UW Global Health Director Profiled in Wisconsin State Journal
Know Your Madisonian: Cynthia Haq, UW-Madison Center for
From the Wisconsin State Journal
June 6, 2009
Haq also heads up the medical school’s new program in Milwaukee, called Training in Urban Medicine and Public Health. She lives in Madison and Milwaukee.
Q: What are the main programs of the Center for Global Health?
A: About 200 to 300 students a year take global health courses, and about 150 a year go into the field. Our programs are primarily in Mexico, Ecuador, Uganda and Thailand.
In Thailand, students are looking at the public health infrastructure. For a fraction of the money we spend here, the health outcomes there are almost as good. In Uganda, we’re training family doctors and nurses to take care of the whole spectrum of problems. All of Uganda has 2,000 doctors. We have 2,000 doctors here in Madison. Students are also building water tanks in rural villages. In Ecuador, students are helping to build up secondary hospitals.
Q: Why should people in the Madison area care about global health?
A: Throughout Wisconsin, we’ve seen increasing numbers of immigrants. A couple of years ago, a guy working at one of the restaurants on State Street had active tuberculosis for at least six months. He happened to be from North Africa. We also see patients with advanced malaria. If physicians are aware of global health trends, they can do a better job with their patients.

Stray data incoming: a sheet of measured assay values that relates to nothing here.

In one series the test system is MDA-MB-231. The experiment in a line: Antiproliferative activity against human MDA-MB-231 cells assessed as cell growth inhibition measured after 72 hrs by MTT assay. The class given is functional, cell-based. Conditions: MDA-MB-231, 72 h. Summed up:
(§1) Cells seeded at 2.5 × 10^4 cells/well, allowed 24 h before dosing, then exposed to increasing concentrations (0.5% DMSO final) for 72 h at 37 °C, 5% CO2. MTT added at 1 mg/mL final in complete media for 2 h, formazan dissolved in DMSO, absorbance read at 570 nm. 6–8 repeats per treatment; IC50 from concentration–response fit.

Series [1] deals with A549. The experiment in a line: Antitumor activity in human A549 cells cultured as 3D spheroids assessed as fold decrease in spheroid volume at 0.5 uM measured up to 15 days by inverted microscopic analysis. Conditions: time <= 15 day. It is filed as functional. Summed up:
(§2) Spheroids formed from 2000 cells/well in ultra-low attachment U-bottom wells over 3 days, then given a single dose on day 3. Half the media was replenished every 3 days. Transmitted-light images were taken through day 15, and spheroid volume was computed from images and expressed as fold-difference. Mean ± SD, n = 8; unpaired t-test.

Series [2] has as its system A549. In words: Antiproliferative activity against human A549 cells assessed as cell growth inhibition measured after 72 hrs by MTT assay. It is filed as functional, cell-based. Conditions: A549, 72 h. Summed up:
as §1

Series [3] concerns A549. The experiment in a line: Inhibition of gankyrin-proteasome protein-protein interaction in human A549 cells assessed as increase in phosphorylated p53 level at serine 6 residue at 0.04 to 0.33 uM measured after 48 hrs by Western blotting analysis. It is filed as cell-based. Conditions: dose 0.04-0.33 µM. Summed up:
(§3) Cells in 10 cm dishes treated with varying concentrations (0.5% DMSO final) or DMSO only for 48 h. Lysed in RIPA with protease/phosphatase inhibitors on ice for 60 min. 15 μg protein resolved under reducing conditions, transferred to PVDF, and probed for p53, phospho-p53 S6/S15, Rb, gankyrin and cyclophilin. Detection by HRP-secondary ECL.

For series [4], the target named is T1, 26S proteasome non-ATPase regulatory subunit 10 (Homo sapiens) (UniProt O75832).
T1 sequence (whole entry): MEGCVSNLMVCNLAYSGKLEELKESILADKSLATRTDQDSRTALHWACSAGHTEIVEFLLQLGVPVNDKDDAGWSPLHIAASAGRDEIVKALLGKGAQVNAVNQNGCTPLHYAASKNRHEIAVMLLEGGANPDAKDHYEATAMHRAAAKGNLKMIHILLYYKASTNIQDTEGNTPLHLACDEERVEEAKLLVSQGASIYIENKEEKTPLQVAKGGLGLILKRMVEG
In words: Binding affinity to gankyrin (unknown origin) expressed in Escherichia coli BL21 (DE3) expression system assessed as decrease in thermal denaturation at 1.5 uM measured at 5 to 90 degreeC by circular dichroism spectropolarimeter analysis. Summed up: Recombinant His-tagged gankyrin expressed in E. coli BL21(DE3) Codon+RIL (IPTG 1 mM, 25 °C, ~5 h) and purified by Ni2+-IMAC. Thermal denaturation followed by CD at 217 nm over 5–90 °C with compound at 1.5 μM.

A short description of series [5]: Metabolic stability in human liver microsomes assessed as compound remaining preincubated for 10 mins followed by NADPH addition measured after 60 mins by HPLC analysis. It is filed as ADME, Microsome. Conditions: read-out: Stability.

Global health looks at disparities within and across borders. At UW Hospital, we have the best medical facilities in the world. But in Dane County, we have 40,000 people who are uninsured and don’t have access to it.
Q: How did you become interested in global health?
A: My father came from India, and my mother was from Indiana. I grew up partly in Pakistan. When I became a doctor, I wanted to focus my efforts on where the needs were greatest.
Q: What does the swine flu outbreak say about global health and preparedness?
A: It’s a great example of a global health issue that could have an enormous impact on all of our lives. Look at HIV/AIDS. It went from an almost unheard-of disease to a global pandemic affecting almost 30 million people.
Q: What can people here do to help solve global health problems?
A: They can volunteer at free clinics or homeless shelters or join organizations such as UNICEF or Care International. They can donate to philanthropic foundations. They can elect officials who understand our connections to the rest of the world.
— Interview by David Wahlberg
Read more about Dr. Haq on the Badgers Abroad Blog.